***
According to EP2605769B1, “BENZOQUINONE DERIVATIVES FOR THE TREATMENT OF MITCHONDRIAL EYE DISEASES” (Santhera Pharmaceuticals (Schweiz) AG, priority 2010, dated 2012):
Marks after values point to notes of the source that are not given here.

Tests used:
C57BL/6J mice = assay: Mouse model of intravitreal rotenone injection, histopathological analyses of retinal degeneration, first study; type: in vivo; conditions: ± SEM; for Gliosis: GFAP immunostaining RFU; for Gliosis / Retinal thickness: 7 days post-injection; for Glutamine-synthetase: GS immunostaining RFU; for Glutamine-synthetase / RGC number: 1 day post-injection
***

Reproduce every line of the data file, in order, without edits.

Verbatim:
According to EP2605769B1, “BENZOQUINONE DERIVATIVES FOR THE TREATMENT OF MITCHONDRIAL EYE DISEASES” (Santhera Pharmaceuticals (Schweiz) AG, priority 2010, dated 2012):
Marks after values point to notes of the source that are not given here.

Tests used:
C57BL/6J mice = assay: Mouse model of intravitreal rotenone injection, histopathological analyses of retinal degeneration, first study; type: in vivo; conditions: ± SEM; for Gliosis: GFAP immunostaining RFU; for Gliosis / Retinal thickness: 7 days post-injection; for Glutamine-synthetase: GS immunostaining RFU; for Glutamine-synthetase / RGC number: 1 day post-injection